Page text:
"What would Jesus do?" That’s the primary question Thomas à Kempis answers in his universally acclaimed work, The Imitation of Christ. In 114 short chapters organized into four simple parts, this handbook on the spiritual life offers guidance on dozens of topics such as resisting temptation, avoiding hasty judgments, putting up with others’ faults, remembering God’s many blessings, self-surrender, minding our own business, and performing humble works. William Creasy succeeds in creating a dramatically different interpretation of The Imitation of Christ by working through its historical, cultural, and linguistic contexts. This book inspired the likes of St. Thomas More, St. Ignatius of Loyola, Thérèse of Lisieux, Dorothy Day, and Thomas Merton. Along with such classics as Augustine’s Confessions, Teresa of Avila’s Interior Castle, and Ignatius’s Spiritual Exercises, The Imitation of Christ continues to confront each generation of readers with the perennial truths of the Gospel.
|Publisher:||Ave Maria Press|
|Edition description:||with new foreword|
|Product dimensions:||5.50(w) x 8.50(h) x 0.45(d)|
About the Author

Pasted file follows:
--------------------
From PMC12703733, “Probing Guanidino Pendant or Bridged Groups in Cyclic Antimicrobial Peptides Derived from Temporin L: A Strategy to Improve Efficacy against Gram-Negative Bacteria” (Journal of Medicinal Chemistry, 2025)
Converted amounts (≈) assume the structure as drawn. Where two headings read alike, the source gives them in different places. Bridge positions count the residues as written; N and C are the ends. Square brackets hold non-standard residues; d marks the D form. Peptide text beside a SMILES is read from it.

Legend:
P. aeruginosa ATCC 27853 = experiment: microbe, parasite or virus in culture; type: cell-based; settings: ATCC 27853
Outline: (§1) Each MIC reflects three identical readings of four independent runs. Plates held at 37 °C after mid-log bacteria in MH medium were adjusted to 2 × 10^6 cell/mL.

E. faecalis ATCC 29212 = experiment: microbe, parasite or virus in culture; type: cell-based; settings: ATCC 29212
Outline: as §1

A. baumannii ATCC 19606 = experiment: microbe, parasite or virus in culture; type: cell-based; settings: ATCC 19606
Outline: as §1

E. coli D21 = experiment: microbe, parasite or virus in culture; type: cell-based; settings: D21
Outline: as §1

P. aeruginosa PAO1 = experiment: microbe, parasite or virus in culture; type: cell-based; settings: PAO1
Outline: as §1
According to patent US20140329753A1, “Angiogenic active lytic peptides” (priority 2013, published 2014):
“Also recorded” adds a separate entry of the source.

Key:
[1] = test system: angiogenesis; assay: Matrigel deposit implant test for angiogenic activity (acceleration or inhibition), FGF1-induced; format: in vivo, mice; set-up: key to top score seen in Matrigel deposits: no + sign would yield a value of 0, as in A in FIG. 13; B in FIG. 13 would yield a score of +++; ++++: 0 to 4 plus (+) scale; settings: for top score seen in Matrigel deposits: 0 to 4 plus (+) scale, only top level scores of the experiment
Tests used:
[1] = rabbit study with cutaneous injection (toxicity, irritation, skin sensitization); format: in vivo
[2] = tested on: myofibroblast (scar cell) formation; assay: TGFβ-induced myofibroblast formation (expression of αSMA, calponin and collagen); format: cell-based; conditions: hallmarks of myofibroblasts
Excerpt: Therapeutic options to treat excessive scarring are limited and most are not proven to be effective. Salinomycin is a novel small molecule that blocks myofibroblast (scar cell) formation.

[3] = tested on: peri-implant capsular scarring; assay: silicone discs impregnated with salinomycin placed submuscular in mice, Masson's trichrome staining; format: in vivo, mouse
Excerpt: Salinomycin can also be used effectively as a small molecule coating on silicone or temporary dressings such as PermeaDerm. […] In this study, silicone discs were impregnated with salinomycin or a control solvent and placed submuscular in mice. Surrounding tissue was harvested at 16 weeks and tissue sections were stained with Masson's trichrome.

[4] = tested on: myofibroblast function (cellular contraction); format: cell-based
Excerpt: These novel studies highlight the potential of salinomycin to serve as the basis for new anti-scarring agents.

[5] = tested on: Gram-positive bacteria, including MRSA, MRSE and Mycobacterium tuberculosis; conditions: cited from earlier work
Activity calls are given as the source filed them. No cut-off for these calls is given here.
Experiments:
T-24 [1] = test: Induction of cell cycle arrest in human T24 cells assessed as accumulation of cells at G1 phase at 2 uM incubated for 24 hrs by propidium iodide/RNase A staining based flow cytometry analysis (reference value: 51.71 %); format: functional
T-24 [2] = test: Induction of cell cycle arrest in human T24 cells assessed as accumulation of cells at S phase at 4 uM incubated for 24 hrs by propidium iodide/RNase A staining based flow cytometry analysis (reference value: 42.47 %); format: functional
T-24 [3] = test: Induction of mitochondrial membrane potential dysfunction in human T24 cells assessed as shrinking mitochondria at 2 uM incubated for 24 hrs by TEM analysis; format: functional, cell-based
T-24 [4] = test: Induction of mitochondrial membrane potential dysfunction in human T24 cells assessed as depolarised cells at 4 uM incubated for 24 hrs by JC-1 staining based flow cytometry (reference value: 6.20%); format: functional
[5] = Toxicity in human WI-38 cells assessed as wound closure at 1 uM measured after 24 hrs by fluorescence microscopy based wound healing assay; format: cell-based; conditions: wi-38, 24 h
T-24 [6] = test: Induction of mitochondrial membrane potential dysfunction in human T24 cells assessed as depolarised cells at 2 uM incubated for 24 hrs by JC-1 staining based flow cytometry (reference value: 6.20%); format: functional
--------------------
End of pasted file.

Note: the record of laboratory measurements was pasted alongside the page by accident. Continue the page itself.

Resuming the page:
Thomas à Kempis (1380–1471) was a medieval Dutch monk steeped in the mystical tradition of his time. A member of the Brothers of the Common Life, he was ordained a priest in 1413. His well-loved work, The Imitation of Christ, was written between 1420 and 1427 presumably as four booklets intended to instruct the novices of his community. It is one of Christian history’s best-known works on spiritual devotion. This small book sidesteps academic pretension to consider larger truths. “A poor peasant who serves God,” Thomas wrote, “is better than a proud philosopher who . . . ponders the courses of the stars.”Father Dennis Billy, C.Ss.R., is a teacher, writer, and poet. Ordained a Redemptorist priest in 1980, he taught the history of moral theology and Christian spirituality at the Alphonsian Academy of Rome’s Pontifical Lateran University for more than twenty years, reaching the rank of Ordinary Professor. In 2008 he was installed as the John Cardinal Krol Chair of Moral Theology as a scholar-in-residence at St. Charles Borromeo Seminary in Wynnewood, Pennsylvania. He also serves as the Karl Rahner Professor of Catholic Theology at the Graduate Theological Foundation in Mishawaka, Indiana. Raised in Staten Island, New York, and educated there through high school in local Catholic schools, he graduated from Dartmouth College and went on to receive four master's degrees, as well as doctorates from Harvard University, the Pontifical University of St. Thomas, and the Graduate Theological Foundation. Billy is the author of numerous books and articles, both popular and scholarly. After serving six years in the United States Marine Corps, William Creasy received his bachelor of arts degree from Arizona State University in 1974, summa cum laude; his master of arts degree from Arizona State University in 1976; and his doctorate in English literature from the University of California, Los Angeles, in 1982. He retired from the UCLA English faculty in 2005 after serving more than twenty years. Creasy has been chosen as an honorary Mortar Board member at UCLA; he has been appointed as a member of the Archdiocese of Los Angeles Spirituality Commission; and he has served as Scholar in Residence at Sinai Temple in Los Angeles, the first Christian academic to hold that appointment. The San Diego Ecumenical Council has also honored him for his teaching and his work in ecumenism. Creasy has spoken at countless professional gatherings, and has served as keynote speaker at such functions as the Episcopal Bishops’ Conference.